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Little Acre is a 1950s bungalow lying on the edge of a Dorset village.  Within its rear garden was an attractive stone built barn once used for livestock. Our brief was to design a new dwelling, converting and extending this small barn.  Once again we were approached following several earlier and unsuccessful attempts to gain planning permission, and on recommendation from a previous client. It is not uncommon for clients to realise that their best chance of success lies in employing an experienced and qualified architect.

The barn itself was located in a Conservation Area and our design therefore had to enhance and protect the character and appearance of the locality, as well as ensure that any development did not impact significantly on the surrounding residential properties.  The application was supported by historical maps which demonstrated that the plot was used as a market garden business until the 1970’s, and we even obtained photographs of the old glasshouses which occupied the site.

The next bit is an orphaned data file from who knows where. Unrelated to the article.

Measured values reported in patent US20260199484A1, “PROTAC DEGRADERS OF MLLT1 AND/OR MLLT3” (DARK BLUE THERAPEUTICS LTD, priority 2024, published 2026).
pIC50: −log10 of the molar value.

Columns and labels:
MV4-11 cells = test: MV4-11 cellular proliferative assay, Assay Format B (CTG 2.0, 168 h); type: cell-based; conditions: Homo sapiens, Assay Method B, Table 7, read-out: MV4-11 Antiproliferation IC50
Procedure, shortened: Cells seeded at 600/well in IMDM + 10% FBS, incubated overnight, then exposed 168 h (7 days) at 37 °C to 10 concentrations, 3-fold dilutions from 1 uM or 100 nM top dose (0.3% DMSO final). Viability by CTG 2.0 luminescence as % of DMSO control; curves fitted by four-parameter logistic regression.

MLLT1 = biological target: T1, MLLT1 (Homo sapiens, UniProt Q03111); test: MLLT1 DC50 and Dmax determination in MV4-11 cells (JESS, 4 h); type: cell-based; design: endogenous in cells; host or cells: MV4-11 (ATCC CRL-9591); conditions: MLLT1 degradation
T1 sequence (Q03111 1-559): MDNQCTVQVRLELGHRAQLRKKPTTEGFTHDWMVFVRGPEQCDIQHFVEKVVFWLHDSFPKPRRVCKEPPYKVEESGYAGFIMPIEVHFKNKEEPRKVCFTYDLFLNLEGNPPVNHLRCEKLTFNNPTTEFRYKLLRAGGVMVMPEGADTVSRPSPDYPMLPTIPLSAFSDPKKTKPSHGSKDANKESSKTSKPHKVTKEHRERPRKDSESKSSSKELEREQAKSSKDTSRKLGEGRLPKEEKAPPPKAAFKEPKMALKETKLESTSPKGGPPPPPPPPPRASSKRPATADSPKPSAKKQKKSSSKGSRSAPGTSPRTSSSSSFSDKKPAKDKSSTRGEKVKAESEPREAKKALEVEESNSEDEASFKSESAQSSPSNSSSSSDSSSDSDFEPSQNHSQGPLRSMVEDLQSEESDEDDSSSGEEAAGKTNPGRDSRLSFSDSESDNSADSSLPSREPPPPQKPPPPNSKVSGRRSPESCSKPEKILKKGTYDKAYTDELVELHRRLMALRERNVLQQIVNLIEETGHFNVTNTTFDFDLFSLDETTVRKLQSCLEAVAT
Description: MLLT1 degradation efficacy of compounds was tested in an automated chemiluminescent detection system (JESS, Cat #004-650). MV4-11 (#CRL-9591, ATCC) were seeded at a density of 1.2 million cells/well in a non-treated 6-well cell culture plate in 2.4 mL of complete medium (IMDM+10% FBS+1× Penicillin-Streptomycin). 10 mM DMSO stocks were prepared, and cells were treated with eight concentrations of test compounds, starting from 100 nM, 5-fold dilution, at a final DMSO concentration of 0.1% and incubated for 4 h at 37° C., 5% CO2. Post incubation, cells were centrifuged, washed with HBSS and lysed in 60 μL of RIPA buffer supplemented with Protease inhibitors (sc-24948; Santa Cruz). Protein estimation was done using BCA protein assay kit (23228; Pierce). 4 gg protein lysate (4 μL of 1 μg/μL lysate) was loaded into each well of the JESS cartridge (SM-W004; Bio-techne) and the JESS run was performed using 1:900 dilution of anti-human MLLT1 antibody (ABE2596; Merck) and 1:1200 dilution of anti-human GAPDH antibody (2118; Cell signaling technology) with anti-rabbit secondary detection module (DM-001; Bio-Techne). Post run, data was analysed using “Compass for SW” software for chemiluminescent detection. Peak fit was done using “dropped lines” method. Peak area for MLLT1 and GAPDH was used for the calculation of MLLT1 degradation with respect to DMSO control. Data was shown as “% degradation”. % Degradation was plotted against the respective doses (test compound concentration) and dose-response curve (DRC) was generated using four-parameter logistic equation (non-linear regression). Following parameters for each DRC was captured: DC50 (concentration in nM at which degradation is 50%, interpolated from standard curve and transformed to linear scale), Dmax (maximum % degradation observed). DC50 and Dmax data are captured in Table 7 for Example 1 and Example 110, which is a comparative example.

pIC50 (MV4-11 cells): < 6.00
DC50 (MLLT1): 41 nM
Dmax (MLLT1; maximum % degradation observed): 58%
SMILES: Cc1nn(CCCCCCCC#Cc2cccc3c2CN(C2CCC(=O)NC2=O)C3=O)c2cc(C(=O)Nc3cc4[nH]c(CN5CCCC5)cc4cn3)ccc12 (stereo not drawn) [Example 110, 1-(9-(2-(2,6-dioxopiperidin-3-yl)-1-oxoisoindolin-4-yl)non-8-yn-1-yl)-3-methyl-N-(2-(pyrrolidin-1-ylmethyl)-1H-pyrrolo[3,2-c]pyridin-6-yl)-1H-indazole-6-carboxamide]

The design for the new dwelling included a long low extension perpendicular, but subservient to, the original barn using stone wall cladding and clay double Roman roof tiles to match the existing.  The ground had to be excavated because of the slope of the site, but this helped to reduce the height and impact of the extension. A lead covering to the roof at the intersection between the barn and the extension, and a contemporary twist to the fenestration pattern, help to distinguish old from new. The application documents were prepared with a view to a possible appeal which was duly allowed providing our client with a planning consent for a new dwelling.

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